A range of import restrictions affecting New Zealand beef exporters to China will be swept away for their American competitors as part of the new "phase one" US-China trade deal signed in Washington DC on Wednesday.

However, US producers will continue to face tariffs on beef as high as 47 per cent while New Zealand beef exports enter the Chinese market duty-free under the free trade agreement in place since 2008, according to initial analysis of the deal by the Meat Industry Association. Details were still emerging, but newly appointed MIA chief executive Sirma Karapeeva told BusinessDesk there was no suggestion "that I can see" that New Zealand lost its tariff advantage over US exporters to China.

"But on the [administrative side] it looks like they are streamlining systems and leapfrogging where countries like New Zealand are at."

Of particular significance is China's decision to allow American beef containing some level of hormone growth promotants to be imported, reversing the current ban.


"Given the widespread use of HGPs in US beef production, this development has the potential to significantly increase US beef exports to China," said Karapeeva. However, full detail has yet to emerge, including a start date for the new US-China pact, whose wider effect has been to calm global trade and financial markets, which had become highly focused on the simmering trade war between the two major powers.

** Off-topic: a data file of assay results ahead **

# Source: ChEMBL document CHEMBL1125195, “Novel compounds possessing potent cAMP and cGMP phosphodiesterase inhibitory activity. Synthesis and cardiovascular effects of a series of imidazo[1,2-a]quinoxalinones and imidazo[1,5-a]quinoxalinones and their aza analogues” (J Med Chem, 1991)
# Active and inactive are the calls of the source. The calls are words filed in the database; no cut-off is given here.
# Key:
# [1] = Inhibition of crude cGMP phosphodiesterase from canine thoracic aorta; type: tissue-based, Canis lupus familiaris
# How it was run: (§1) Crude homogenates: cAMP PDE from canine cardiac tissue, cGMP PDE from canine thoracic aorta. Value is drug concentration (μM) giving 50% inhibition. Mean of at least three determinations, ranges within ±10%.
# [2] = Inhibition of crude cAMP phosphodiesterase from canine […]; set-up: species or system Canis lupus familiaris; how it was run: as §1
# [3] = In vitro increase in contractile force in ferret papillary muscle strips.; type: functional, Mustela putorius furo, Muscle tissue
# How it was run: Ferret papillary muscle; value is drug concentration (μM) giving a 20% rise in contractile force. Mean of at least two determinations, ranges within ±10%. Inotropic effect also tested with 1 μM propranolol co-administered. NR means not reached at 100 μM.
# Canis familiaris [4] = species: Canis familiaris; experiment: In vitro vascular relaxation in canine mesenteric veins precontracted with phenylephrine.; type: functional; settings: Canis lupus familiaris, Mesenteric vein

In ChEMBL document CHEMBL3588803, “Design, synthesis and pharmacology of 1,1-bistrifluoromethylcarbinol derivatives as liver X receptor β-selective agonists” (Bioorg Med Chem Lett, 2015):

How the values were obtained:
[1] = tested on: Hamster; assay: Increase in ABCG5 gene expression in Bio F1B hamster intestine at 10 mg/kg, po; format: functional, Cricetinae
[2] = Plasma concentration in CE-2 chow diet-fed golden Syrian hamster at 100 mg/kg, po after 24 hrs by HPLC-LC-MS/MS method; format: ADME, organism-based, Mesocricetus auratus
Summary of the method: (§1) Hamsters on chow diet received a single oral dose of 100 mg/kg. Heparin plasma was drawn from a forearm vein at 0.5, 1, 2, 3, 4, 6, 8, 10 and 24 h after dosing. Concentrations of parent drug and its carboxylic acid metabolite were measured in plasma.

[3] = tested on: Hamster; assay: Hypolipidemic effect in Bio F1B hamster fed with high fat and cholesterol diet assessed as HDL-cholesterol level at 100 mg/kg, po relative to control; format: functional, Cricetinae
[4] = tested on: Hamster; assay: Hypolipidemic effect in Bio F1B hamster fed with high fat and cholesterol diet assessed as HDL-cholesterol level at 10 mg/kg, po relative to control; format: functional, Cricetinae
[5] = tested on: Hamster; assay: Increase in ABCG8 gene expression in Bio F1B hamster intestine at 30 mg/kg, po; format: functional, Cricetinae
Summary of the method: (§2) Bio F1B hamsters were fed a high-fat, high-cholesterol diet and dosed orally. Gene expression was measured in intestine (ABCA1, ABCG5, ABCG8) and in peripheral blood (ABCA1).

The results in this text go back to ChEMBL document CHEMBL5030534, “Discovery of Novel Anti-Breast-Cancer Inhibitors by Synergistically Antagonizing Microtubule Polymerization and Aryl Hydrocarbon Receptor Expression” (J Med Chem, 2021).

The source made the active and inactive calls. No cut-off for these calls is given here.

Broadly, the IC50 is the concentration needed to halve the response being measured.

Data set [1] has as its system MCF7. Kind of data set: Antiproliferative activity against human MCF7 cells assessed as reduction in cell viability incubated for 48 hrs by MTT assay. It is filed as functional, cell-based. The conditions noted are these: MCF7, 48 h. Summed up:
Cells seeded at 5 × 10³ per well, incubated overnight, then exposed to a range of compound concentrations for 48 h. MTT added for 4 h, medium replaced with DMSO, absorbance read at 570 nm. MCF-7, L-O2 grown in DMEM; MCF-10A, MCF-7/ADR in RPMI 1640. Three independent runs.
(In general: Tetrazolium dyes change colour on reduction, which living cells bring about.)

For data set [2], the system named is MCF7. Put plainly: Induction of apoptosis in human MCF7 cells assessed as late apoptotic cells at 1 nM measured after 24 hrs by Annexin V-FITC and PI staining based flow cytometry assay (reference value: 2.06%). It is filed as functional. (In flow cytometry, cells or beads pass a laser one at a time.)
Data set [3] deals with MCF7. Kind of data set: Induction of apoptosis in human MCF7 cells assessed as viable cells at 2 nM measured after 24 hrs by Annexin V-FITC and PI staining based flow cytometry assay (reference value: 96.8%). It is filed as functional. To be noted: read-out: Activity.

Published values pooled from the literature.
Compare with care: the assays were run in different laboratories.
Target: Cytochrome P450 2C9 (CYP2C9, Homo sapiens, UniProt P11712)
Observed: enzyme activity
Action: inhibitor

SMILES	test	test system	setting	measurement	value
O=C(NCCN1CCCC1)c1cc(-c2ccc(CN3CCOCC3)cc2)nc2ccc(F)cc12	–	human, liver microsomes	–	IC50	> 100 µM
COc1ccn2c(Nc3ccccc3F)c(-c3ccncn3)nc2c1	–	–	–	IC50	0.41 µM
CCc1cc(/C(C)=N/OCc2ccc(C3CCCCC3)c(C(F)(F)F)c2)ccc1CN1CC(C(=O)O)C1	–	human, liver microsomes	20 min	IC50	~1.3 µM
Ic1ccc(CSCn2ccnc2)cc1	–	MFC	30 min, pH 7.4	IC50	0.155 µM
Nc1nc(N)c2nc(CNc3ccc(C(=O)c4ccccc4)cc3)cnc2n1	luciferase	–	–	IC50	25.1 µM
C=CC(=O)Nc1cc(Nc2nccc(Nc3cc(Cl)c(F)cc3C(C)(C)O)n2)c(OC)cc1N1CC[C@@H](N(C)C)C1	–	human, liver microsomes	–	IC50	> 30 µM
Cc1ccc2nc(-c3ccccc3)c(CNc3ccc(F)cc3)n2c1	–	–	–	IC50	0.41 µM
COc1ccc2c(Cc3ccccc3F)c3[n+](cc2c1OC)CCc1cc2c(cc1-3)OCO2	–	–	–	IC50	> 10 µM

Grass-fed New Zealand beef was also competing in a different part of the market from US beef, which is mostly grain-fed, said Karapeeva.

The New Zealand product was "likely to continue to resonate with Chinese consumers looking for a premium, natural, safe product. New Zealand also has tariff-free access for beef into China under the NZ-China FTA, compared to tariffs of up to 47 per cent for US beef."

That said, US producers would benefit from the removal for their products of "some 50-odd technical measures on US farm goods such as beef, pork, poultry, seafood, dairy, rice, potato and petfoods", including removal of restrictions on animals' age, use of veterinary drugs, traceability and product scope.

A backlog of applications by US processing facilities for approval from Chinese authorities to export "has the potential to open up the China market to more US facilities", while New Zealand had been waiting for approvals relating to additional chilled meat plant listings since the completion of a trial in 2018.

That delay had "curtailed the opportunities in the China market for a number of New Zealand meat companies as they are not able to compete on a level playing field," said Karapeeva.